Archive for the ‘Gramercy/Murray Hill’ Category

The daises hidden on a Stanford White building

April 9, 2018

The weather is still chilly and skies are wintry gray. But on the facade of a building on East 30th Street, pretty white daisies have been popping up for at least a century.

You can see them on the underside of The Nottingham, a handsome apartment residence designed by Stanford White that has kind of a Byzantine or Tuscan look to it.

Bright white daisies with yellow centers surrounded by blue tiles appear under a second-floor juliet balcony.

When The Nottingham was built is a bit of a mystery. Real estate website say the late 19th century; an article on reinforced concrete from 1907 implies the early 1900s.

Did Stanford White have a hand in adding the daisies? It could be the kind of ornamental whimsy he enjoyed.

The meaning behind two Gramercy lampposts

January 22, 2018

Four Gramercy Park West, with its ornamented white doors and iron lace terrace, is about as breathtaking as a New York City townhouse can get (number four is at left).

Built in 1846 soon after Gramercy Park was transformed from a swamp to an elite neighborhood, the Greek Revival home “features sun-filled rooms, high ceilings, and elaborate crown molding, and it comes with a coveted key to the park,” writes 6sqft.

It also features two cast-iron lampposts flanking the front entrance on the sidewalk. Oddly, the mirror image townhouse next door, Three Gramercy Park West, has no lampposts.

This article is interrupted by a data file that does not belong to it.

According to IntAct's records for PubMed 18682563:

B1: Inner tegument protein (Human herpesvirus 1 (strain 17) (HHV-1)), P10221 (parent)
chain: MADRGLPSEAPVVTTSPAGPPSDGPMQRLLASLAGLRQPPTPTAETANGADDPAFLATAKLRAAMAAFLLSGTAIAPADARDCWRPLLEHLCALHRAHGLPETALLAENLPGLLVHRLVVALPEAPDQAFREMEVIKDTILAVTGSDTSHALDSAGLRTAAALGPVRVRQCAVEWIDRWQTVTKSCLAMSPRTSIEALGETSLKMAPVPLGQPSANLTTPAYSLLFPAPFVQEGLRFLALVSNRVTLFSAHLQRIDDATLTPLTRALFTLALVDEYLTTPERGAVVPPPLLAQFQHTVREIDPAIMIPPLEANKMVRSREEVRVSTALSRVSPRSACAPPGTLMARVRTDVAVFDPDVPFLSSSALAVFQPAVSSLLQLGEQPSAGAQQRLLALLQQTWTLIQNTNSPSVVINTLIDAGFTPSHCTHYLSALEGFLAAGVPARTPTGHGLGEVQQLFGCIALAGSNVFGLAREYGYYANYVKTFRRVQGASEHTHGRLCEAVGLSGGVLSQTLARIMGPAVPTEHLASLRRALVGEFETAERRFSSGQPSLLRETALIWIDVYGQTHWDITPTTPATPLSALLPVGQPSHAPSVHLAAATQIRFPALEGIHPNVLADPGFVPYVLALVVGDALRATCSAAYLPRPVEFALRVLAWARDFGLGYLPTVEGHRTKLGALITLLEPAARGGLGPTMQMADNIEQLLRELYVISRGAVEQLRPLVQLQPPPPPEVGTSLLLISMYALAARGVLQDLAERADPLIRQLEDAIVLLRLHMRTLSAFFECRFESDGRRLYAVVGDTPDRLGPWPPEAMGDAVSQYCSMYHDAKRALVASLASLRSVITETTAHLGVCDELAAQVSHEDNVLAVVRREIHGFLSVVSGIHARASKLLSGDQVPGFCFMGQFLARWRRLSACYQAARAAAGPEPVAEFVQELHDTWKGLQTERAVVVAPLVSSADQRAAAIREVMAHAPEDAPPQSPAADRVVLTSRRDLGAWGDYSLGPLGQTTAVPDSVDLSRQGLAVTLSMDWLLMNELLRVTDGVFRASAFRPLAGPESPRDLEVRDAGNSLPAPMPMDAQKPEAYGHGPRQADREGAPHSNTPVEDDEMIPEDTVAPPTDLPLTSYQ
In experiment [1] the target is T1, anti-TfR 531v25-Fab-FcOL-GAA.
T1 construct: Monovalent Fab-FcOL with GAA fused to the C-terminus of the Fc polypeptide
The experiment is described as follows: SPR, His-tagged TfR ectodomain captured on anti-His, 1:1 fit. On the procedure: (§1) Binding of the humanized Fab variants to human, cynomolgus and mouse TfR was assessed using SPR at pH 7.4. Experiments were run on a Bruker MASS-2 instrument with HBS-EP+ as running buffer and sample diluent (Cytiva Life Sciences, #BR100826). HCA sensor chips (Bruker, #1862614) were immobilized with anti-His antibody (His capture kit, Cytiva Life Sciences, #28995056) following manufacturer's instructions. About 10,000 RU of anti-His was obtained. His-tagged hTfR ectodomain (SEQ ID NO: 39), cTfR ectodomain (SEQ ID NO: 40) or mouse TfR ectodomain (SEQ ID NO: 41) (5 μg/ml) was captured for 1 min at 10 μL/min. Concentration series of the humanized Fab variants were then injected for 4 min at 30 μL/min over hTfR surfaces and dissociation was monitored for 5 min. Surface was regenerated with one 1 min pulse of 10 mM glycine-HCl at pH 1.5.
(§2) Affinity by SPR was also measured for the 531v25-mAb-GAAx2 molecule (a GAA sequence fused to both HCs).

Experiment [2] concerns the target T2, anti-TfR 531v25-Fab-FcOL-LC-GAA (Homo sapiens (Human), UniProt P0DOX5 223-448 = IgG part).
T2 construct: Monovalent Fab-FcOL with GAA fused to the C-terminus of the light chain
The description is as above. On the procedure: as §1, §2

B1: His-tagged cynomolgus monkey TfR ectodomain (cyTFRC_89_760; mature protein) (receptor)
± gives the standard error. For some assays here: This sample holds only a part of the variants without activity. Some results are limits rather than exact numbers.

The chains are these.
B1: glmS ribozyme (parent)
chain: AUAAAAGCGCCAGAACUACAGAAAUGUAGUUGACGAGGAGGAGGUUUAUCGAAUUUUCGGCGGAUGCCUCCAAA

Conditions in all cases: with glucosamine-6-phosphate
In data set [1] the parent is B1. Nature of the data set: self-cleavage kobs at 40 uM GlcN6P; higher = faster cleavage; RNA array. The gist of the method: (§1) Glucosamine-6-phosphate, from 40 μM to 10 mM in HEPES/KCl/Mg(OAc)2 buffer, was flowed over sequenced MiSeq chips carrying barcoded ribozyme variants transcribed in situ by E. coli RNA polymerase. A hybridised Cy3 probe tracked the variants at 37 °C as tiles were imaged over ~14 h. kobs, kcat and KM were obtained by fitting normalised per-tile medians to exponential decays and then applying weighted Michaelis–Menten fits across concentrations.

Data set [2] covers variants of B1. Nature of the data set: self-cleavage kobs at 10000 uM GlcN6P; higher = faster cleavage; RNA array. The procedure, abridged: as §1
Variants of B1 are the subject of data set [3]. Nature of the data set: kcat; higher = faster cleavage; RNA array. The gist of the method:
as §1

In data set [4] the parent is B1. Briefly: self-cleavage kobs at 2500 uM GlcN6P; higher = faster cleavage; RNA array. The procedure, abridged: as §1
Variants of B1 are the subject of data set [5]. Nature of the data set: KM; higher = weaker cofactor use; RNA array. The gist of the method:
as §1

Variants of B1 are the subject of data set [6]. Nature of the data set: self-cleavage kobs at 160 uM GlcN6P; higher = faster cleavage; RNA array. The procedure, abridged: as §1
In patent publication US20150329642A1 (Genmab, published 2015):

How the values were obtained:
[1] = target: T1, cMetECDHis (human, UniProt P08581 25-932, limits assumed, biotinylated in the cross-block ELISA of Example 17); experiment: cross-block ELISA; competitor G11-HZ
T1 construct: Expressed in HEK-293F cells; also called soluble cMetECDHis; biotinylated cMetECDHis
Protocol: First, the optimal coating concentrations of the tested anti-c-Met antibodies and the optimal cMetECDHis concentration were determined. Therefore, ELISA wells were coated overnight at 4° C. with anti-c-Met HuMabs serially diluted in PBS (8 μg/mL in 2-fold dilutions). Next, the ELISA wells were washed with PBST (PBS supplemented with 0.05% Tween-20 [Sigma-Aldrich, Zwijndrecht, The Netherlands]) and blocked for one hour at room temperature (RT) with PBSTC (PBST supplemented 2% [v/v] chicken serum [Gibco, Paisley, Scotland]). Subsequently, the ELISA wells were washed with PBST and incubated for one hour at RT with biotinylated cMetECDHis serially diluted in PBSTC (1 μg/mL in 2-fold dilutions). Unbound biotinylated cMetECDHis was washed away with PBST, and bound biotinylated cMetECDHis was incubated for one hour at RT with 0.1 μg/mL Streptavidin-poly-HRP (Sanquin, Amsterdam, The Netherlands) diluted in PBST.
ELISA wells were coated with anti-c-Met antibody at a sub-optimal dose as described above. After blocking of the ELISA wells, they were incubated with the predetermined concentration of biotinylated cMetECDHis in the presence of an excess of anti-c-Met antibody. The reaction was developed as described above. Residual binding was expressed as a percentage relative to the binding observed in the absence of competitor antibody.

So what’s the significance?

The lampposts are remnants of a mayoral tradition leftover from Dutch colonial days.

In the 1840s, this was the home of New York mayor James Harper (founder in 1825 of Harper & Brothers, now Harper Collins). What were dubbed the “mayor’s lamps” were at some point installed.

“The custom dates back to the early days of the Dutch Burgomasters,” according to the New York Times in 1917. “It is supposed to have originated with the lantern bearers who were accustomed to escort the Burgomaster home with proper dignity from the historic city tavern or other places of genial entertainment.”

Hmm, sounds like the tradition was in part a way to get a possibly drunk colonial leader back home safely.

“The lanterns were then left in front of the residence as a warning to any boisterous members of the town not to disturb the rest of the official ruler of the city.” Well, those early colonists did love their taverns.